Some partnerships are just successful and made in heaven, and one that has worked well over the years is a partnership between restauranteur Hanif Harji and Chef Stuart Cameron, of Byblos, and Patria. Their latest endeavour, is helmed by the Iconik group, and a labour of love, that has passionately driven them to create a true feast for the senses at their new restaurant, Mira.
Truly hidden, it’s in an unmarked location off of Wellington Street, down an alley, and then down a narrower alley – they truly make you work for your supper. The address is 420A Wellington Street. It will be easier to spot once their outside patio is complete. But for now, this newcomer is found by walking down the alley with all the lanterns.
There is no mistaking this is a restaurant once you open the unmarked door. You are warmly greeted as you see the open kitchen with a long communal table. Down a few steps the attractive restaurant that looks more like a cool lounge, with dim lighting smoky painted mirrors, a long bar and high top tables throughout. For now, this 3,200 square foot space seats 75, but the patio will add another 30 seats. The floors are finished in a wood herringbone pattern, and the entrance is marked with a neon Alpaca.
Why an Alpaca? Because this is an animal native to Peru.
The name Mira comes from the Miraflores neighbourhood in Lima, and the focus here is on bold Peruvian flavours.
As per the style of all their other restaurants, they suggest ordering several shareable plates. Hey if the formula ain’t broke, why fix it? So the menu is relatively small, where the drinks menu is pages and pages. You will have a fun time perusing the drink menu as there are so many selections. We went for a Pisco sour, a drink you will find all over Peru. They do 5 versions here, all for $15, as well as their house cocktail specials, which are all $15. The classic pisco was decent, but I’ve had better. There is also a nice selection of wines by the glass, sakes (Peru has a large Japanese population) and wines from Europe, South America and North America.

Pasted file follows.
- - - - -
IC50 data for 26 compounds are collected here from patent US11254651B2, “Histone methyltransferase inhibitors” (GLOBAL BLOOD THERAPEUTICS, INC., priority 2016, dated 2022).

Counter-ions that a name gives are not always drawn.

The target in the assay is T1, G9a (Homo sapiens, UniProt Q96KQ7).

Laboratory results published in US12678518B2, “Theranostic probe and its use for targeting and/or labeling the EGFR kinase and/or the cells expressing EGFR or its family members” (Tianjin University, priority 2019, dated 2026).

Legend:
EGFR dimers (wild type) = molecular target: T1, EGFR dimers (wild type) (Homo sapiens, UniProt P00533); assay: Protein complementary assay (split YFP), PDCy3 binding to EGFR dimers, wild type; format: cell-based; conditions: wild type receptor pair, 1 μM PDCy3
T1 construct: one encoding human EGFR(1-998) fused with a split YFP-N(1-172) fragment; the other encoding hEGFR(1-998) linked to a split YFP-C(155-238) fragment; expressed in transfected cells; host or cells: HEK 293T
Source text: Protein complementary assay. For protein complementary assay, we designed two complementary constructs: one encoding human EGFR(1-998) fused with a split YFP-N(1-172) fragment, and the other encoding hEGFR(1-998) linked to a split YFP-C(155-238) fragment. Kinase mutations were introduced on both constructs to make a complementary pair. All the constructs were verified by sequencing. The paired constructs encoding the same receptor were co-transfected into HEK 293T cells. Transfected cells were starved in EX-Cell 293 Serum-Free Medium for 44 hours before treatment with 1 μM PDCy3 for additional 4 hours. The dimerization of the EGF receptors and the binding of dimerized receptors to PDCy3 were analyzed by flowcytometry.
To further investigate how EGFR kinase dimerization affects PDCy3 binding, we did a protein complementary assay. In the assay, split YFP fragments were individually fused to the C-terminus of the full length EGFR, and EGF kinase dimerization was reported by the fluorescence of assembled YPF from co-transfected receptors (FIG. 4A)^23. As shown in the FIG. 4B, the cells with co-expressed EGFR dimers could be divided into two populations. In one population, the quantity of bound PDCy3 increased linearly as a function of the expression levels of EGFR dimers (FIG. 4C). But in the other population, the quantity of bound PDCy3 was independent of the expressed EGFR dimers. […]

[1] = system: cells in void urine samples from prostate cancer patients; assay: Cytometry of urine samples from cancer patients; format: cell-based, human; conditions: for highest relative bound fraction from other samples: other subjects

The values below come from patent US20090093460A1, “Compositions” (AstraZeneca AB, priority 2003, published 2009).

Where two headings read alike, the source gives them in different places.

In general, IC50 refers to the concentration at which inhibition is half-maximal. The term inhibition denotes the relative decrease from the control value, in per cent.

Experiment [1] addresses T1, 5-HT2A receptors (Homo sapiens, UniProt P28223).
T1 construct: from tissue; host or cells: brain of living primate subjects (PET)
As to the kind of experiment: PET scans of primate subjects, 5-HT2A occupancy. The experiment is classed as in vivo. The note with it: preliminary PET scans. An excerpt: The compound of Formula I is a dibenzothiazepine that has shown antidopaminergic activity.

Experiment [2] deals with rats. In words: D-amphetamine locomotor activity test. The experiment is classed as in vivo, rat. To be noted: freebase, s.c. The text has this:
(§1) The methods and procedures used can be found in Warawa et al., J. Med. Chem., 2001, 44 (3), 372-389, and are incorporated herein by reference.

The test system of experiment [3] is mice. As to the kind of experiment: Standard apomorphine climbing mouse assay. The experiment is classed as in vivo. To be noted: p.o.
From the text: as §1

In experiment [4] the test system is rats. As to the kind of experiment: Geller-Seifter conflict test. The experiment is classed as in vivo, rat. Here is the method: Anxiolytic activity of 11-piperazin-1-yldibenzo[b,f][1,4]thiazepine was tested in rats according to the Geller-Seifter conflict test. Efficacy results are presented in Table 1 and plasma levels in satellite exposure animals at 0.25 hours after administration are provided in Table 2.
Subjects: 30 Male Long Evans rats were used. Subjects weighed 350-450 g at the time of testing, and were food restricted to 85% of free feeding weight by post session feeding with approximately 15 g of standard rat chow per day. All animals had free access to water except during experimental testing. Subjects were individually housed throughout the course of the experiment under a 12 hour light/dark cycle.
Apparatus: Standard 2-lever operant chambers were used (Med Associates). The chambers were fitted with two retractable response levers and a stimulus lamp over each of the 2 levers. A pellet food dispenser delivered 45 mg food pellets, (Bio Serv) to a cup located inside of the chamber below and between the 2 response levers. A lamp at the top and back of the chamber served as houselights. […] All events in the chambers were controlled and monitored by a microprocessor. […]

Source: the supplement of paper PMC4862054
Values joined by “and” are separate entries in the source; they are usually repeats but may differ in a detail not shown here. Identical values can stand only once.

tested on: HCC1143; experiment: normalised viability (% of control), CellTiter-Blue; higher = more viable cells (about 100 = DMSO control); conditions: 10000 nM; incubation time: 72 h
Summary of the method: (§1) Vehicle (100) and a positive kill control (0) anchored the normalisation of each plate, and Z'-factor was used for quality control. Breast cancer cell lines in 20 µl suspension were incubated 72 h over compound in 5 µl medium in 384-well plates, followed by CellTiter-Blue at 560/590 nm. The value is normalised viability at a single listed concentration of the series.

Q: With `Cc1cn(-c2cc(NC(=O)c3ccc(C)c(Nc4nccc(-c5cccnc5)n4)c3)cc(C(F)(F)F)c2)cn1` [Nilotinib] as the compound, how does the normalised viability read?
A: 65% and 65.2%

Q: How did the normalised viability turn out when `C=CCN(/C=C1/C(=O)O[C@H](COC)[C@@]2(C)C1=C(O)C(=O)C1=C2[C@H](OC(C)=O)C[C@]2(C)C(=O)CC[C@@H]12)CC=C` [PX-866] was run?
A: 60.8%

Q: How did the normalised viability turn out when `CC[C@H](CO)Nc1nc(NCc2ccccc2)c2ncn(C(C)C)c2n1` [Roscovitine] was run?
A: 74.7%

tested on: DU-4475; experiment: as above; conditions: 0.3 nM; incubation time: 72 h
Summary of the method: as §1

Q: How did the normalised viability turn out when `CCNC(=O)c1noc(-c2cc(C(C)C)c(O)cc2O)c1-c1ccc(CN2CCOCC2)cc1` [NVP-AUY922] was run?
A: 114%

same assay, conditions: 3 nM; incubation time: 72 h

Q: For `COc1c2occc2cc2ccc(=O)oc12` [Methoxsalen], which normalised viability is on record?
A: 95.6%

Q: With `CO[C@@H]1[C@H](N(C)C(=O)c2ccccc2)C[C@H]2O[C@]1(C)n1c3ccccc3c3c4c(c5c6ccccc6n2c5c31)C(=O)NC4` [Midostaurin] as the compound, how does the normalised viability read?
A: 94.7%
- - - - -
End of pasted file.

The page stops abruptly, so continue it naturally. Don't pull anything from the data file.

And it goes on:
The menu offers a creative and contemporary take on the dishes. The menu is divided into appetizers, ceviches and tiraditos, meats and seafood, with three sides.
The chef visited Peru on several occasions and he has made a good attempt to offer authentic dishes, with ingredients he has sourced there and brought over. The presentations are colourful and a feast for the senses.
A standout dish is the tostada Morado – a purple corn, with spicy tuna, cilantro cream and avocado. Unfortunately, they were out of the concha, Bay scallops with atomic butter and lime, but I hear they are great. We tried the ceviche trio, and found it a little milder than you would normally find in a Peruvian restaurant. They must realize that Canadians have some pretty sophisticated taste buds. The suckling pig with quinoa fried rice is a tasty and beautiful presentation. The short rib dish is nice as well. There was also good feedback about the squid ink rice topped with small scallops and snap peas. The yucca fries were a little anemic but tasty. I would have fried them a little longer. The asparagus with shaved Brazil nuts and parmesan is a nice light side dish.
There were 5 unique and creative dessert choices. We had fun with the El Huevo Malo, a large chocolate egg that is broken tableside to reveal coffee ice cream, chocolate brownie, honeycomb, yuzu marmalade and raspberry. It really is large enough to share for four, and was a relative bargain at $14.
I found the service exemplary and was quite impressed. The old Michelin star trick, of dropping a napkin, was passed with flying colours. Someone was there immediately to replace it.
Toronto is getting some new, cool places to dine. You should add Mira to your list, for a fun, crowd-pleasing, and appealing evening.